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The New Arab

Trigger warning: Al-Qaeda starts 'jihadi book club' in Yemen

The United States regards the AQAP as the extremist network's most dangerous branch [TNA]

Date of publication: 7 May, 2017

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Al-Qaeda in Yemen has been encouraging people to read more by kicking off a book review contest...with a Kalashnikov assault rifle going to the top submission.

Al-Qaeda's branch in Yemen has launched a book review contest in the besieged city of Taiz with promises that the top bookworm will land themselves a Kalashnikov rifle as their prize.

Members of al-Qaeda's promotional committee handed out flyers in the streets of the flashpoint city this week advertising the competition, The New Arab's Yemen correspondent reported.

"Conditions of the contest: You must carefully read and listen to our assigned book and audio material and summarise them in 30 pages," the flyer for the contests reads.

"Your review must not resemble any other contestant's work. If plagiarism is discovered both contestants will be disqualified," it said.

The handout explained that first place submission will receive a brand new Chinese-made automatic rifle, second place a motorcycle, third place a pistol, fourth place a laptop with mobile phones and cash prizes for the other winners.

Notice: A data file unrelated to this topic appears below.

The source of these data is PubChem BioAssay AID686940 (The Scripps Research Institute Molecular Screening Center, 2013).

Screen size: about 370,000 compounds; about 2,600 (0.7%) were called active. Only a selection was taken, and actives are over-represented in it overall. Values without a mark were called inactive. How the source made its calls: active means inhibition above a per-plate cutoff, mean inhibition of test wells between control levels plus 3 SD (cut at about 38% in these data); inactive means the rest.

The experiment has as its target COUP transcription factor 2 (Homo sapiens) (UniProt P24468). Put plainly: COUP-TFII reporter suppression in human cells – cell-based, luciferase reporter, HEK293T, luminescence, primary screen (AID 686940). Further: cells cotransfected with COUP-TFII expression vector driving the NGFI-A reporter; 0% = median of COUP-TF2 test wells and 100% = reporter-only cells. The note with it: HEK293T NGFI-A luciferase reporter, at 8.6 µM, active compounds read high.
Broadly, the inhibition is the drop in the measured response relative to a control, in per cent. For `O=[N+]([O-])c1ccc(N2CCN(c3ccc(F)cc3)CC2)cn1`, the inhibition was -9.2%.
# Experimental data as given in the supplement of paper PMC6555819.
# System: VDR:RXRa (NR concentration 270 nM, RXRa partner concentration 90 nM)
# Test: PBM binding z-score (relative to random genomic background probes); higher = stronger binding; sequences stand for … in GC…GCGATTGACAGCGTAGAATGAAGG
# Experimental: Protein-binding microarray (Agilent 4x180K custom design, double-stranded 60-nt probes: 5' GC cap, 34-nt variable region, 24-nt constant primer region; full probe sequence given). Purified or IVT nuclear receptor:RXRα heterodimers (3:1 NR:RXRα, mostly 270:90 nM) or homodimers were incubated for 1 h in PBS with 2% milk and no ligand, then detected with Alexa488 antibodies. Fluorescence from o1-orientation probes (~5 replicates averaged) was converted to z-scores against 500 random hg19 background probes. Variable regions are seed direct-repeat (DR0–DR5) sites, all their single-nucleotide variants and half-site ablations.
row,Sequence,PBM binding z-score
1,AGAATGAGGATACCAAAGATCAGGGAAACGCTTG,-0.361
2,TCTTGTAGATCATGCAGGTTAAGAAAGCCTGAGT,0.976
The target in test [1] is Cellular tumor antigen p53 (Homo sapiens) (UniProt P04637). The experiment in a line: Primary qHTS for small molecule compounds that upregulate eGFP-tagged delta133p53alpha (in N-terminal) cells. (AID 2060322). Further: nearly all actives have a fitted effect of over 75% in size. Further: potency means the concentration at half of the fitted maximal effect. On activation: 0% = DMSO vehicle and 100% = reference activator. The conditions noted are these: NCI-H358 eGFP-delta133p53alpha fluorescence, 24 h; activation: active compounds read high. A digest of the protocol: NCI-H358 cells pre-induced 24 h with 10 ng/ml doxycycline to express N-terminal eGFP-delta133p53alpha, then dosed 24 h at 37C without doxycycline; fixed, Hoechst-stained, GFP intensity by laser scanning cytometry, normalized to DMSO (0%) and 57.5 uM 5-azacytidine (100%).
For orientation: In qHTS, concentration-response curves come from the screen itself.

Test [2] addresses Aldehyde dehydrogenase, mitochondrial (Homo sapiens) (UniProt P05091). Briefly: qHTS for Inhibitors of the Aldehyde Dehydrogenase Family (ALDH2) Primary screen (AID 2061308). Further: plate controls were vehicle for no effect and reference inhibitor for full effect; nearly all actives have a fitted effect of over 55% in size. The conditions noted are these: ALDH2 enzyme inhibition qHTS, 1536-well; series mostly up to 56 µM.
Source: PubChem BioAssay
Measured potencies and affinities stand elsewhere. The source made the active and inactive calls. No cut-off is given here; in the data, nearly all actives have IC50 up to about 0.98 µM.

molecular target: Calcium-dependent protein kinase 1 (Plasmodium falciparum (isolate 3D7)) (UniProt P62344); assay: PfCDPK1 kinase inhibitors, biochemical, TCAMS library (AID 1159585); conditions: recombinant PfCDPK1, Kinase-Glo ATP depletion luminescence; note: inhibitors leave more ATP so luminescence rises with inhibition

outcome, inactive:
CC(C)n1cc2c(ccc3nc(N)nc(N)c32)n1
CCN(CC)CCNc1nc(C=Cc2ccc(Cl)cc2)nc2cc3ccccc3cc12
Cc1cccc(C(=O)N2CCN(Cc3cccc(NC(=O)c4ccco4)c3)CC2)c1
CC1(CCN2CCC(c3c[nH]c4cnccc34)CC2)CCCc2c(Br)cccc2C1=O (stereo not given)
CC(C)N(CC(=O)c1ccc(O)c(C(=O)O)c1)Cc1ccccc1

The group have called the contest "This is Our Message", indicating that the book that will be scrutinised will be a manifesto promoting al-Qaeda's cause.  

The extremists set the deadline for the book reviews to be handed in on the 15th of the upcoming Islamic month of Ramadan but warned that only "sincere contestants not interested in winning cheap material goods" were eligible.

     
      The group have called the contest "This is Our Message" [TNA]

Al-Qaeda fighters have reportedly been fighting for months in Taiz shoulder to shoulder with pro-government forces against the Houthi rebels.

This week, the group's leader said that his militants have often fought alongside their "Sunni brothers" against the Iran-backed Houthi rebels.

"We are fighting alongside all Muslims in Yemen", including "the Muslim Brotherhood and also our brothers among the sons of [Sunni] tribes," Qasim al-Raymi said.

Al-Qaeda in the Arabian Peninsula [AQAP] has exploited a power vacuum created by the war between the government and Houthi rebels who control the capital Sanaa and number of major cities along the Red Sea coast.

AQAP seized the city of Mukalla, the capital of Yemen's largest province of Hadramawt in 2015, but was forced to withdraw last year.

The United States regards the group as the extremist network's most dangerous branch.

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